Tyler Silvestro is a landscape architect working for W Architecture & Landscape Architecture in Brooklyn. Among other responsibilities, he has worked on various projects that focus on post-Sandy design and reconstruction, including a competition to reconsider ways in which vulnerable geographies can be more resilient through multi-disciplinary collaboration called Rebuild by Design. Tyler has written for numerous architectural publications and has co-taught design studios at Columbia University GSAPP and CUNY City College of New York in Manhattan.
Tyler is the co-founder and editor of Corridor, an annual journal that investigates the built environment of small cities tied together by the Northeast Corridor (Boston to Washington, DC). Each issue will focus specifically on one city and will pull resources from people who live and/or work there or have a perspective on an issue that affects that particular place. The first issue is Bridgeport Connecticut. It was printed in November 2017 and will be distributed widely along the eastern seaboard in order to attract the attention of cities and stakeholders, artists and community members, designers and activists, who call the corridor their home and are curious about their urban surroundings as they relate to the region. Visit www.corridoroffice.com for more information.
When did you realize you wanted to become a landscape architect?
As a draftsman and a field technician for an environmental engineering firm in Connecticut, I was exposed to the two worlds landscape architects; the site, where conditions can be analyzed and measured, and the drafting room, where a projection of that site is drawn in plan and section. My interest in becoming a landscape architect took root in that world where design and environment collide.
To further my understanding of environmental design I enrolled in the summer program of the Landscape Architecture Department of the Rhode Island School of Design. The four week course was called Design Foundations / Field Ecology, and was pioneered by Professor Colgate Searle. The course challenged students to search their environments for meaning and to understand ecological systems while pushing students to draw, build, collaborate, evaluate, and design. I was also introduced to a wide canon of literature on landscape architecture and ecology, including D.W. Meinig’s The Beholding Eye; Ten Versions of the Same Scene, which I often return to reread. I was encouraged by Colgate and my peers to apply to the full time graduate program at the culmination of that program, and it was that summer at RISD that I realized that I would continue studying landscape architecture.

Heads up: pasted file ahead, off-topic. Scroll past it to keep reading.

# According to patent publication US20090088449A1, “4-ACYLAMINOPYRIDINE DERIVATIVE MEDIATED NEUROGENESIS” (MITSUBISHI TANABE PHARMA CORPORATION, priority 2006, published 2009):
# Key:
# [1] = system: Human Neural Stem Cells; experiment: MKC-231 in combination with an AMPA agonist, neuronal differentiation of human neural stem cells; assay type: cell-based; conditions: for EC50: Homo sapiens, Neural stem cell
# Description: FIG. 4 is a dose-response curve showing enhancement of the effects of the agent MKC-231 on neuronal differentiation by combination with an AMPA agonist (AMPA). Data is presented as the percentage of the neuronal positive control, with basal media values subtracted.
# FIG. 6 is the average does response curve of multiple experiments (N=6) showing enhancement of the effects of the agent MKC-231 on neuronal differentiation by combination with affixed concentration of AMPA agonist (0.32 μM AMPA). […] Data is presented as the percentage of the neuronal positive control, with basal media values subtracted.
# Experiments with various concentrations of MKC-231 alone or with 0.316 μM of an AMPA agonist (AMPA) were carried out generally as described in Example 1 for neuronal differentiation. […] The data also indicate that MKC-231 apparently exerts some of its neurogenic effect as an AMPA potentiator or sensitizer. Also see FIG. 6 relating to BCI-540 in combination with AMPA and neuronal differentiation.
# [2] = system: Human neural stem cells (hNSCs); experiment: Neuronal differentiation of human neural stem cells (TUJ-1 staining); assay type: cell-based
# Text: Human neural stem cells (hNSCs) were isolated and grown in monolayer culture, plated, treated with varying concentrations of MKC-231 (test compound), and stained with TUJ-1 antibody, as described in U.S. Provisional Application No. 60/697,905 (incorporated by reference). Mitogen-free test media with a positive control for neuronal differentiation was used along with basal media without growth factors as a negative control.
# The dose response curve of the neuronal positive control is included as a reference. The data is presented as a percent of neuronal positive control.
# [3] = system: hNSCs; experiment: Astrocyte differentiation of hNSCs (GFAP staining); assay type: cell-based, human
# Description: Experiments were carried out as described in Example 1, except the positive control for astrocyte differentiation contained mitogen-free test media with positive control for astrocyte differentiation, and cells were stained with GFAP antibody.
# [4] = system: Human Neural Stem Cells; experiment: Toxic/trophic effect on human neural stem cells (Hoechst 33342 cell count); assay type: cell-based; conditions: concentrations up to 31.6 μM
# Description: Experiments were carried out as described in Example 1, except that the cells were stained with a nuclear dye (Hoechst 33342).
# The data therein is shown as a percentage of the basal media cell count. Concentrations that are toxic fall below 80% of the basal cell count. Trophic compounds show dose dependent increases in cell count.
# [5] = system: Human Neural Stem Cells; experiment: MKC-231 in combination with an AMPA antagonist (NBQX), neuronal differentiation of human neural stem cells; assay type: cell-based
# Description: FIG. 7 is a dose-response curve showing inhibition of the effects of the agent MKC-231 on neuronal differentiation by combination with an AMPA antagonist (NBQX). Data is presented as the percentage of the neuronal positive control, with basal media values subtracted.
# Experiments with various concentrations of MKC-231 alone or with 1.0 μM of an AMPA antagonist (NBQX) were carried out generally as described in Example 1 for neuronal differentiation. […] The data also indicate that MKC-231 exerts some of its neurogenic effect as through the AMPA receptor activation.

What has been your career path since then?
I was fortunate to intern with the Architect’s Newspaper while in grad school in New York City. The opportunity to work with Bill Menking and Diana Darling enabled me to think about the role of landscape architecture in an urban context, and to witness the growing attention given to predominantly landscape/public realm projects. Landscape architects and their work have certainly received more attention in the architectural news outlets in recent years, and I was able to see the tide really start to change first hand. The experience allowed me to cover a handful of excellent projects in their conceptual or master-plan phases that I have followed ever since, such as Rail Park in Philadelphia, Waller Creek in Austin, the Naval Cemetery Memorial Landscape at the Brooklyn Navy Yard, and the East River Blueway courtesy of WXY Studio.
At WXY I was exposed to Rebuild by Design, an international competition sponsored by the Rockefeller Foundation that challenged architects to come up with design solutions for coastal communities in the wake of Hurricane Sandy. The purpose was for diverse and collaborative design teams, led by architects and landscape architects, to come up with ideas that could be implemented locally and applied regionally in an effort to rethink the typical response to catastrophic coastal storm events and to consider the future of our urbanized coastlines. This experience has been instrumental in my approach to thinking about resilience and regionalism with respect to design.